The antihistamine cimetidine (Tagamet®) may decrease caffeine clearance by inhibiting the microsomal metabolism of caffeine. Caution is advised in patients taking cimetidine along with caffeine or guarana.
The antibiotic ciprofloxacin (Cipro®) significantly inhibits caffeine elimination. Caution is advised in patients taking certain antibiotics and caffeine.
Caffeine taken with the antipsychotic clozapine (Clozaril®, Leponex®) may increase the risk of unwanted side effects, such as tardive dyskinesia, hallucinations, and akathisia. Caution is advised.
Concomitant use of central nervous system stimulants and caffeine may increase the risk of stimulant adverse effects.
Caffeine may interfere with the way the body processes certain drugs using the liver's "cytochrome P450" enzyme system. As a result, the levels of these drugs may be decreased or increased in the blood, and alter the intended effects. Patients taking any medications should check the package insert and speak with a qualified healthcare professional, including a pharmacist, about possible interactions. Examples of agents that may interact include riluzole or fluvoxamine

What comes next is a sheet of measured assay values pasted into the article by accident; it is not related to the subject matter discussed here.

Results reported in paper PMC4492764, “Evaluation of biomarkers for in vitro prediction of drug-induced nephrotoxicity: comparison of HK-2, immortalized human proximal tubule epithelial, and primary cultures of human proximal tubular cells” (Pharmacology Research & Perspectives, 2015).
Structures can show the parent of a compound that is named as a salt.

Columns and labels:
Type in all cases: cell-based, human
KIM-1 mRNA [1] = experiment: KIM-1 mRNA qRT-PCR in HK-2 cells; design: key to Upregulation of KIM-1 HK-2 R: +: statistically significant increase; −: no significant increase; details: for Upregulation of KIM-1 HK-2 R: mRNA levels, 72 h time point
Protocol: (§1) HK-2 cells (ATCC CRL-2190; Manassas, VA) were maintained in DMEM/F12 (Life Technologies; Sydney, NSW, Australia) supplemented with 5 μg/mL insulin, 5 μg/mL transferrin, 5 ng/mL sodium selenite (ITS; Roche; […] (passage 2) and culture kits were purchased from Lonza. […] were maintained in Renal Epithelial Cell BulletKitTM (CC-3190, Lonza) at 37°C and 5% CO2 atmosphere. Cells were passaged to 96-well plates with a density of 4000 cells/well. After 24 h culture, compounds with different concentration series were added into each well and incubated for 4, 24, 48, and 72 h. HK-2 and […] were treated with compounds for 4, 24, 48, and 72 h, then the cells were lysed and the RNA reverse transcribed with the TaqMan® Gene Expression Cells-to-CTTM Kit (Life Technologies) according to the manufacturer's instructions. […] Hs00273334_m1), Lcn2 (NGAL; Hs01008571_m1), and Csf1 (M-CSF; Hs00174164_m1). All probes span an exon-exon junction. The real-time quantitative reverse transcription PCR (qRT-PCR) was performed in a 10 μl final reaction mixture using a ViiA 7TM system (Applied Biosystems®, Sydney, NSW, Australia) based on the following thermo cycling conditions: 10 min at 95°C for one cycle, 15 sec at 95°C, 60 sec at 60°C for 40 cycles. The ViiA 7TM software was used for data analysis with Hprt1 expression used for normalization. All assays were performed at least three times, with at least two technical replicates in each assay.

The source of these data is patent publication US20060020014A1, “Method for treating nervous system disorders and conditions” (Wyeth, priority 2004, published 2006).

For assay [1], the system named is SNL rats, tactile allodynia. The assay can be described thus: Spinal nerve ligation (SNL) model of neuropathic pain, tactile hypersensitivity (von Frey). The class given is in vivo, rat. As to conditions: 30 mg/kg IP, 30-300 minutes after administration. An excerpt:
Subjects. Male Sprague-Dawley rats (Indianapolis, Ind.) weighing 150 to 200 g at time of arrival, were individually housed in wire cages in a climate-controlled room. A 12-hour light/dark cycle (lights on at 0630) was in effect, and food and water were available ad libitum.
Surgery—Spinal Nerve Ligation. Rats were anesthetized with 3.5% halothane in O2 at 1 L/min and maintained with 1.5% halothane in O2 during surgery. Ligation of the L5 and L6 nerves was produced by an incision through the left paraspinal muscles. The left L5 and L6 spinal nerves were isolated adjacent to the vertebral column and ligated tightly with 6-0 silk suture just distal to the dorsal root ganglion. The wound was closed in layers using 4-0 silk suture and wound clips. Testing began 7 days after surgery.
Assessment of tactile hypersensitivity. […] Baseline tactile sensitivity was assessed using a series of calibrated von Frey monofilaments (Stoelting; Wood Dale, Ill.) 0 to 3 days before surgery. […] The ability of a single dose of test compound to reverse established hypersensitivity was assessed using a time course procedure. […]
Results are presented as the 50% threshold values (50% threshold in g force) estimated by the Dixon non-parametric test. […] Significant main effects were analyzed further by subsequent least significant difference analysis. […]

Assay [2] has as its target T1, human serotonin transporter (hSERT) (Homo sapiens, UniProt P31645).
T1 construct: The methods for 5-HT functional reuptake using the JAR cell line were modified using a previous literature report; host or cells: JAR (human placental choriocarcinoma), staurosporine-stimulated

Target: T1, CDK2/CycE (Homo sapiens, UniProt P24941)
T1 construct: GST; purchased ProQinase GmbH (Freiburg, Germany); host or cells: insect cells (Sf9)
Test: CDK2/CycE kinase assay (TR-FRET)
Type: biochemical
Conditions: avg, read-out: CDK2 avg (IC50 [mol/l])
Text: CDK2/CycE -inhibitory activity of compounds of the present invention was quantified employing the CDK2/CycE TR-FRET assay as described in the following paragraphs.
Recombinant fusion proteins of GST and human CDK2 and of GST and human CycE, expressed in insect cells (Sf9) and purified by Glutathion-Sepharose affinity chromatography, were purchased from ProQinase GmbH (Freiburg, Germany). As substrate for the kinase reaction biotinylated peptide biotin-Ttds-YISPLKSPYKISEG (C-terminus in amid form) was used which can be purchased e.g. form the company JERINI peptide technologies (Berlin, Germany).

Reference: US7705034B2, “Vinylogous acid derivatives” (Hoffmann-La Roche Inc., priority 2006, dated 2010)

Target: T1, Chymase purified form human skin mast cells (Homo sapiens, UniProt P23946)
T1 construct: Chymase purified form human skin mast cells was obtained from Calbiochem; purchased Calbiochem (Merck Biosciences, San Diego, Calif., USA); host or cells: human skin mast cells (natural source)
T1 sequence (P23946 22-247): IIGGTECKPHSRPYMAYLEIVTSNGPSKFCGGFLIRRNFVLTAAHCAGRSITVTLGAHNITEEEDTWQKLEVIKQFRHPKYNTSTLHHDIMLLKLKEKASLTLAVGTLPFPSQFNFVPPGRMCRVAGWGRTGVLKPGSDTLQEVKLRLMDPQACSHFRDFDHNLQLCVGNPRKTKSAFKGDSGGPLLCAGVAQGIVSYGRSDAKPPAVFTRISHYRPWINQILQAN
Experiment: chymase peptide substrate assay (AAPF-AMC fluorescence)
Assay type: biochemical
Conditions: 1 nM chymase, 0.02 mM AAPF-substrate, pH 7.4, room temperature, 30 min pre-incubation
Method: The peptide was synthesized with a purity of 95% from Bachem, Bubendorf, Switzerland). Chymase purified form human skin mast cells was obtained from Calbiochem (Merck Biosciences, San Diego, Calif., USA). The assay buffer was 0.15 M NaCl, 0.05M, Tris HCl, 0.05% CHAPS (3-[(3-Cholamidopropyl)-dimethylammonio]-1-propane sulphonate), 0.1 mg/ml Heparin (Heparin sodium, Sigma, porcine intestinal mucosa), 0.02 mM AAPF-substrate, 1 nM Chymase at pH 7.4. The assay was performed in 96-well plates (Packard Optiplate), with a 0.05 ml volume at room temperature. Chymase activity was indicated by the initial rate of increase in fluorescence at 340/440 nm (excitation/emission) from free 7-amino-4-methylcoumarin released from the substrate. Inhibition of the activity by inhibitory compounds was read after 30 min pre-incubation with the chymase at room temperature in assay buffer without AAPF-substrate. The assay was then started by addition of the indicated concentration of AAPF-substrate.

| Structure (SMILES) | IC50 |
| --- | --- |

Numerous agents alter the clearance, metabolism, and pharmacokinetics of caffeine when taken concurrently. For instance, when caffeine is taken with the steroid agent dexamethasone (Decadron®), the clearance of caffeine may increase. Antibacterial agents such as enoxacin may significantly inhibit caffeine elimination. Impaired iron metabolism and microcytic anemia may occur in infants of breastfeeding women consuming caffeine. Methoxsalen and mexiletine have been shown to decrease the clearance of caffeine. Concomitant use of birth control pills and caffeine may increase serum caffeine concentrations and increase the risk of adverse effects, as birth control pills decrease the rate of caffeine clearance. Disulfiram decreased clearance of caffeine in normal volunteers. Caffeine administration in patients pretreated with quinolones (norfloxacin or pipemidic acid) may result in decreased caffeine clearance. Caffeine degradation may be impaired by phenytoin (Dilantin®), an anticonvulsant drug.